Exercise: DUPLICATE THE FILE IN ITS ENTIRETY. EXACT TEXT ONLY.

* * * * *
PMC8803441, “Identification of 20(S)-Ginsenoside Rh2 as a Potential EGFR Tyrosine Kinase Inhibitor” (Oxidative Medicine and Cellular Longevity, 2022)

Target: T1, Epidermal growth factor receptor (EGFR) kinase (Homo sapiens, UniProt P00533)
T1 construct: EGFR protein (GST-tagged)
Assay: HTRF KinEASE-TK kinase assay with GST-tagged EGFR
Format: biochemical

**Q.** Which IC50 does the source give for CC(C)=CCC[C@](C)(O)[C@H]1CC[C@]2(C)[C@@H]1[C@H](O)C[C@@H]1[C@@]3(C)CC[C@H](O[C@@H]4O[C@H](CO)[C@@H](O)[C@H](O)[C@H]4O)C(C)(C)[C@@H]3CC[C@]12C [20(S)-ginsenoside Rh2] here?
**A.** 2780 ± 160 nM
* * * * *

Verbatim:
PMC8803441, “Identification of 20(S)-Ginsenoside Rh2 as a Potential EGFR Tyrosine Kinase Inhibitor” (Oxidative Medicine and Cellular Longevity, 2022)

Target: T1, Epidermal growth factor receptor (EGFR) kinase (Homo sapiens, UniProt P00533)
T1 construct: EGFR protein (GST-tagged)
Assay: HTRF KinEASE-TK kinase assay with GST-tagged EGFR
Format: biochemical

**Q.** Which IC50 does the source give for CC(C)=CCC[C@](C)(O)[C@H]1CC[C@]2(C)[C@@H]1[C@H](O)C[C@@H]1[C@@]3(C)CC[C@H](O[C@@H]4O[C@H](CO)[C@@H](O)[C@H](O)[C@H]4O)C(C)(C)[C@@H]3CC[C@]12C [20(S)-ginsenoside Rh2] here?
**A.** 2780 ± 160 nM